Shel Kaphan was the very first employee hired by Amazon CEO Jeff Bezos, in 1994.
He was responsible for building the technical infrastructure in the early years of Amazon and played a critical role in growing the e-commerce site into a multibillion-dollar business.
But despite his early contributions, Kaphan didn't last long at Amazon.
He left just five years later, after Bezos hired two new technical managers and significantly reduced Kaphan's role at the company. Bezos and Kaphan are believed to no longer be in touch.
In an interview with The Macro's Craig Cannon last week, Kaphan reflected on his experience at Amazon and offered one big piece of advice that any startup employee could benefit from: Always think the company could get bigger than you ever imagined, and prepare for the changes by figuring out how you would fit in to the new environment.
"One thing that the Amazon experience taught me is try to imagine what a project or company would be like if it was more successful than you could ever possibly imagine. It's very unlikely but it's possible. You have to think about what the environment will be like if that happens, and how the people involved in it might change.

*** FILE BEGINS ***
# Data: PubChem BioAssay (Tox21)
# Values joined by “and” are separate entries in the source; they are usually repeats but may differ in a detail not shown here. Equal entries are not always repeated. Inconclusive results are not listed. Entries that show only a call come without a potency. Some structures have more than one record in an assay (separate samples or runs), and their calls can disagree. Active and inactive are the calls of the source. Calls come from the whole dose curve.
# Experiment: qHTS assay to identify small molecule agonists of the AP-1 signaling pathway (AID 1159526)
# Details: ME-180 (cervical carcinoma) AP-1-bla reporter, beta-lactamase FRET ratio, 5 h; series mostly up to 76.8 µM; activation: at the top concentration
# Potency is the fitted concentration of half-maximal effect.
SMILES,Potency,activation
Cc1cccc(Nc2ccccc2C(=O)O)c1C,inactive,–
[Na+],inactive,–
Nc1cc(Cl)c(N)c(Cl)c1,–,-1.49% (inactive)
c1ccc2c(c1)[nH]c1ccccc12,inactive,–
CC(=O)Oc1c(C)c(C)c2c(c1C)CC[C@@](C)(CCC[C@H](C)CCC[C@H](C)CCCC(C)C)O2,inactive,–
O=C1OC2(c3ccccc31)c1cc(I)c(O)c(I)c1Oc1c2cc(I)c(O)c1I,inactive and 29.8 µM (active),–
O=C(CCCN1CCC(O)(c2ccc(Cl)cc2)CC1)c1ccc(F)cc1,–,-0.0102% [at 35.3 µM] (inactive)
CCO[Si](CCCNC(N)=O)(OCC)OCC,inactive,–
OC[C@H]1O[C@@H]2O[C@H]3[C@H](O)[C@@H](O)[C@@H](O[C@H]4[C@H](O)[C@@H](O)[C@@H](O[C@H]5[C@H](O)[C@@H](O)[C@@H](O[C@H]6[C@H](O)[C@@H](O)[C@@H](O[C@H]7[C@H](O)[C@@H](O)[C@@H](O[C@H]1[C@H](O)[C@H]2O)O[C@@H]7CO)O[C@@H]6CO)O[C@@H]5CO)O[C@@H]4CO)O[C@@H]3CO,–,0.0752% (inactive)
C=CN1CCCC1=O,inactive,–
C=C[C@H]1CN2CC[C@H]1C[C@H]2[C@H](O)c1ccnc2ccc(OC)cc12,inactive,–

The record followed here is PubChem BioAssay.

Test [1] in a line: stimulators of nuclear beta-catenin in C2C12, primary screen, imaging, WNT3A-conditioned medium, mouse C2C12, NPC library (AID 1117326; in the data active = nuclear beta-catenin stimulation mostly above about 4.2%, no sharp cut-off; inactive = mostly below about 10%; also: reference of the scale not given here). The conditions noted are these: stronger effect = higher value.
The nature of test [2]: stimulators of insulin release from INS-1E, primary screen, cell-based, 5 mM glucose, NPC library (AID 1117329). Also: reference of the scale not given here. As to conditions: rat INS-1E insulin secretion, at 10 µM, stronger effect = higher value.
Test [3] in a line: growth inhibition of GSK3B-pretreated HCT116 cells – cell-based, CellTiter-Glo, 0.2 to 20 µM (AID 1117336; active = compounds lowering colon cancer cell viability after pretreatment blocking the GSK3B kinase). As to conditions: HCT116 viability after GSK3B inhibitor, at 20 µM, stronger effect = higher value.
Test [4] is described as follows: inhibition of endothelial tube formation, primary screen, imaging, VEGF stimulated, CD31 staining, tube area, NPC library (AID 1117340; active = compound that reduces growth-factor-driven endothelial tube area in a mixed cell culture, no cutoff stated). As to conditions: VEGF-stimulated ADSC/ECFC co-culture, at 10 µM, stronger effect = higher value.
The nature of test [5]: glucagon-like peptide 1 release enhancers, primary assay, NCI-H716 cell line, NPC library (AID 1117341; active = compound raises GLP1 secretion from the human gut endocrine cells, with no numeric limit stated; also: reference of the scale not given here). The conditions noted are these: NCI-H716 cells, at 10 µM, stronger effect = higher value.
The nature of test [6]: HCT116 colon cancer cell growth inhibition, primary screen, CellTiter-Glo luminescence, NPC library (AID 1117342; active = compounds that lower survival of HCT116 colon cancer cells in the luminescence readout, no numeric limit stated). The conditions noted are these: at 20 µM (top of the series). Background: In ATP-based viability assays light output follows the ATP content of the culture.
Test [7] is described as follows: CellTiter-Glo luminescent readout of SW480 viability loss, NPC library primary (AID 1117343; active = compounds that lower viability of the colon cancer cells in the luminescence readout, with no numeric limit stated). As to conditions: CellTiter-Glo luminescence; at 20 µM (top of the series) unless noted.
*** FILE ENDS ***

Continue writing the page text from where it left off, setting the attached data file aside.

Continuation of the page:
"When I was joining Jeff to form Amazon in the beginning, I didn't even allow myself to go there. I'd worked for a lot of startups so it almost felt like a jinx to think too much about what might happen if it really succeeded in a big way. That was my mentality. I was like, I hope this makes it and is a moderate success. Maybe it even generates enough cash to let us retire at some point.
"You don't really want to think about massive success beyond what you can imagine. Then, if it is successful, you have to start thinking, what's my role in enabling this? Is that something I really want to be doing?"
As Brad Stone wrote in his book " The Everything Store," Kaphan was devastated when Bezos removed him from the day-to-day operations of the company. Despite giving Kaphan the CTO title and later calling him "the most important person ever in the history of Amazon.com," Bezos essentially took him off the front lines, causing him to walk out on his own.
Kaphan described Bezos' decision as "a betrayal of a sacred trust" and "one of the biggest disappointments of my entire life," according to Stone.
Still, Kaphan seems to have fond memories of his time at Amazon. He told The Macro that the first couple of years at Amazon were a "high point" in his career and a "great time in my life."
And perhaps if he had thought more deeply about the changes taking place at the company, he could have done things differently, too.